Although one may not think of a “cardboard” box as the latest invention, it may be what could ‘save the world.”
Diarrhea caused by inadequate sanitation is one of the leading causes of death worldwide. At the same time, deforestation to produce firewood in some of the poorest countries in the world stokes climate change and promotes the loss of global biodiversity. Now, Norwegian inventor Jon Bøhmer hopes to kill all of these birds with one stone thanks to a creation he’s named the Kyoto Box.
Did you know? 2.5 billion people live without proper water sanitation.
The “mind-bogglingly simple” device, as Bøhmer puts it, is constructed of two cardboard boxes, one inside the other. The outer one is coated with aluminum foil, the inner one is painted black, and a transparent acrylic sheet is placed on top. It all works together to trap and concentrate the sun’s rays to cook things placed in the box. The Kyoto box is designed to be hot enough to boil water or even to bake bread. Ironically, it all relies on the greenhouse effect! In addition to providing clean water, the Kyoto box can also protect the health of people who use it in other ways, as they no longer have to travel many kilometres to collect firewood, or inhale smoke while they cook with it.
Did you know? According to the UN, one person requires at least 20 litres of clean freshwater a day to meet their basic needs. The Kyoto box can produce this in just two hours!
The box costs about $10 CDN to produce, and can boil 10 litres of water in two hours – not bad for something that started as a project for Bøhmer to work on with his two young daughters. Construction of the prototype took “about a weekend, and it worked first try,” he told CNN. Another attractive aspect of the design of the Kyoto box is how easily tens of thousands of them could be built. “It’s really the mass manufacturing aspect,” Bøhmer explained to BBC news. “We can take existing factories like cardboard factories and begin to make thousands and thousands of the cookers each month.” He has also designed a sturdier model built of corrugated plastic that can be produced in large quantity in existing factories, as inexpensively as the cardboard prototype.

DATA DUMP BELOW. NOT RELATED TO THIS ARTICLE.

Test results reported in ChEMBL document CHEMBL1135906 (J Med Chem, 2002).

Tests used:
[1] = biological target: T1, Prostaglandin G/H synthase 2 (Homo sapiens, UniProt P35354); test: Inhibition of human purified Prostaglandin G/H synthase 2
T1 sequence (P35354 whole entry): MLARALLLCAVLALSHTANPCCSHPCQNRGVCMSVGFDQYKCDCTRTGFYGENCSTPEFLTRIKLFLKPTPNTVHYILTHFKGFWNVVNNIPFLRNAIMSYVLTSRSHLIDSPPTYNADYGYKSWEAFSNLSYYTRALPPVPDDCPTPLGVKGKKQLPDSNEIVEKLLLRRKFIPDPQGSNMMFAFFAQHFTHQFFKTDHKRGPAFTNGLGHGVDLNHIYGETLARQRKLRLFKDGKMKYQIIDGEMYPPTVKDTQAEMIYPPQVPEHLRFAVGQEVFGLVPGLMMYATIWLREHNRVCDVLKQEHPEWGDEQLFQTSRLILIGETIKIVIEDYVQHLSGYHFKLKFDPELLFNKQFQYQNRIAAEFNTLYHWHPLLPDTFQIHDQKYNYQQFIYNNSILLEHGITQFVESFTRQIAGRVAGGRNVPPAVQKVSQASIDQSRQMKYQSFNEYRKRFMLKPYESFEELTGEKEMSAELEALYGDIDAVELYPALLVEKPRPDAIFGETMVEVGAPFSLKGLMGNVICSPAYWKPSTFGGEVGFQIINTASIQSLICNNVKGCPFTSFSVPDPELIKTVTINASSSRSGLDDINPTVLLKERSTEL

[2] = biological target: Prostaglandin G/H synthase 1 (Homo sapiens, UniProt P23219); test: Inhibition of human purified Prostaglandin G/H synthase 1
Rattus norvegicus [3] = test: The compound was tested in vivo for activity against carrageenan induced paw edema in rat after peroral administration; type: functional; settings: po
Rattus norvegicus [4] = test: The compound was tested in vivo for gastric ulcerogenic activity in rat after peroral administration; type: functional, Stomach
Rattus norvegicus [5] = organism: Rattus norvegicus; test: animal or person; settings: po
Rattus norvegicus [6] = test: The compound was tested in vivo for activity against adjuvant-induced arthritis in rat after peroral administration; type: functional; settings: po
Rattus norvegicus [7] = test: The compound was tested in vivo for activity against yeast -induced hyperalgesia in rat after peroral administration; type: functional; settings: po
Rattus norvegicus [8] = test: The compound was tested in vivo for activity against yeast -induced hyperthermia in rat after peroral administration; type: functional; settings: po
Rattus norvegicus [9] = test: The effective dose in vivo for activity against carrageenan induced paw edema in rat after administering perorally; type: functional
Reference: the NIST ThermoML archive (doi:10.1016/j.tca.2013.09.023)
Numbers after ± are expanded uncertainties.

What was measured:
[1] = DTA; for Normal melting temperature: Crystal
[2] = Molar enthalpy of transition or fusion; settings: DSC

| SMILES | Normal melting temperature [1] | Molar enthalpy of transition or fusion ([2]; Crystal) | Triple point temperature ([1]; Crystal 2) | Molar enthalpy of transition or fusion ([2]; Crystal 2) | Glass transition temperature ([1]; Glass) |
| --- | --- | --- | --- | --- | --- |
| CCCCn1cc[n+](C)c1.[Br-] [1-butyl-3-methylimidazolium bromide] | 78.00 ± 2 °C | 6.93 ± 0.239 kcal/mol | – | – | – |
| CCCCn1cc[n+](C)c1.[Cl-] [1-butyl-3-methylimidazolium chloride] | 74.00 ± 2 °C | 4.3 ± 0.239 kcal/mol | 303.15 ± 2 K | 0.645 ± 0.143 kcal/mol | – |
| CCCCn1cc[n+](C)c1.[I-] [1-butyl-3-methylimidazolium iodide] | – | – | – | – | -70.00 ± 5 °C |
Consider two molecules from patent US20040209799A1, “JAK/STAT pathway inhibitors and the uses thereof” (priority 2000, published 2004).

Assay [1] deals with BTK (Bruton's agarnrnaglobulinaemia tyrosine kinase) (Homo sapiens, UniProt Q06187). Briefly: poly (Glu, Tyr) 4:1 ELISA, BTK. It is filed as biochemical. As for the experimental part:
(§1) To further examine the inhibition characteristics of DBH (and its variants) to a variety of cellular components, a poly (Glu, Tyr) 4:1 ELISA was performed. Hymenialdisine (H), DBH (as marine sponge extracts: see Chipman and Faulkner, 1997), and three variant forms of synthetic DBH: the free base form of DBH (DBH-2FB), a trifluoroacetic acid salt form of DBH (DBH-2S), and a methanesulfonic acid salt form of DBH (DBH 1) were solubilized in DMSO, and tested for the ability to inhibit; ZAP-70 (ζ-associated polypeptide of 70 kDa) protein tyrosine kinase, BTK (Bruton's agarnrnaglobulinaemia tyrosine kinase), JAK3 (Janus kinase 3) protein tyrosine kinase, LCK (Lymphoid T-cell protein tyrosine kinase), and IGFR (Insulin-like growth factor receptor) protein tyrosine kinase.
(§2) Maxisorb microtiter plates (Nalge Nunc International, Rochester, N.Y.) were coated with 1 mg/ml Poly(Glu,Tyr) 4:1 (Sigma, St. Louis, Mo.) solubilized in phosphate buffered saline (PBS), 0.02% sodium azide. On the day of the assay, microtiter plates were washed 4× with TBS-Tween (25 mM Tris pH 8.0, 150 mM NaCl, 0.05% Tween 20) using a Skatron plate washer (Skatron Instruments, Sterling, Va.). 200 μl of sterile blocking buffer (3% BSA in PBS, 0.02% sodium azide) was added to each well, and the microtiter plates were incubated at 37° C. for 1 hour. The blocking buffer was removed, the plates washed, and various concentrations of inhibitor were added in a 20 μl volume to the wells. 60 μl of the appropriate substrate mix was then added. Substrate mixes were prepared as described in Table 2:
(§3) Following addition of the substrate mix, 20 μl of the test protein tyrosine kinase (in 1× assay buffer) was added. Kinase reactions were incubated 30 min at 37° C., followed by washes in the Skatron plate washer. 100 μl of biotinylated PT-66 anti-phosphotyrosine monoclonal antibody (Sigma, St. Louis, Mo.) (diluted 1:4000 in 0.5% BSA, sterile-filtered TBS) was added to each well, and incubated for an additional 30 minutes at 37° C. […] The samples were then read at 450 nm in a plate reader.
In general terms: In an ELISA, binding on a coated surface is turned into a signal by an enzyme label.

The simplicity of the Kyoto box, its extremely low cost, and its potential impact in the developing world, all helped Bøhmer and his company, Kenya-based Kyoto Energy, win $75 000 US in the FT Climate Change Challenge. The goal of the contest was to find and promote simple and creative ways to combat global warming; other entries included livestock feed designed to reduce methane emissions, and truck wheel covers designed to cut fuel use by reducing drag.
Did you know? Carbon credit trading in sub-Saharan Africa can potentially reduce global carbon emissions by over 700 million tonnes per year!
Despite the revolutionary approach to water sanitation possible with the Kyoto box, Bøhmer remained humble: “a lot of scientists are working on ways to send people to Mars. I was looking for something a little more grassroots, a little simpler.” He hopes to test the Kyoto box in a number of countries where obtaining clean water is a problem, including South Africa, Uganda, and India. The trials will allow these countries to obtain carbon credits, currently in discussion in the United Nations, as it will greatly reduce the need for people to cut down trees for firewood. These credits can be traded, thus providing an inexpensive and green way for developing countries to stimulate their economies. In this way, the Kyoto box may indirectly help solve another problem – getting developing nations out of the global recession!
Though the Kyoto box may have a big-picture impact, but Bøhmer’s goal with its manufacture is relatively small. He says, “We’re saving lives and saving trees. I doubt if there is any other technology that can make so much impact for so little money…. I don’t want to see another 80-year-old woman carrying 20 kilos of firewood on her back. Maybe we don’t have to.”
Carbon credit: under a “cap-and-trade” system, companies are limited in how many tonnes of carbon dioxide they can emit. They are allowed to emit more, if they spend money on projects to reduce an equal amount of emissions elsewhere – getting “credit” for the emissions they prevented.
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